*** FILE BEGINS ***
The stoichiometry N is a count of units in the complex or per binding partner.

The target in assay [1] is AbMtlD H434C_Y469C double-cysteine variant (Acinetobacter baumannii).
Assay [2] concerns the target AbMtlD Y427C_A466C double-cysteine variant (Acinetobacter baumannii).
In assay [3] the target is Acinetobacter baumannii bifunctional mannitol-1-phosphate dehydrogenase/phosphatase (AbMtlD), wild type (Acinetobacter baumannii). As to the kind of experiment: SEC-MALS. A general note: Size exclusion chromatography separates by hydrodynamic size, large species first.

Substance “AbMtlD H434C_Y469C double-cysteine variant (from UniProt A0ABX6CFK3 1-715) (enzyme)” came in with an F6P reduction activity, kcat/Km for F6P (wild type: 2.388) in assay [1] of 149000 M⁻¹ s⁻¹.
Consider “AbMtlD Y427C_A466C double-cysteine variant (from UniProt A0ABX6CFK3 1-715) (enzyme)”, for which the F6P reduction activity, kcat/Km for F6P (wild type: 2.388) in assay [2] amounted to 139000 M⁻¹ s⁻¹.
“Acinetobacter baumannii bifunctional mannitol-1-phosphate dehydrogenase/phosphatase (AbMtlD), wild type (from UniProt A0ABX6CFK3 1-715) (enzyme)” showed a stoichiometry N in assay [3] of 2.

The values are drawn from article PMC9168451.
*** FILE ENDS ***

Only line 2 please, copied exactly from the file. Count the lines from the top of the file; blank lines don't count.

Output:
The target in assay [1] is AbMtlD H434C_Y469C double-cysteine variant (Acinetobacter baumannii).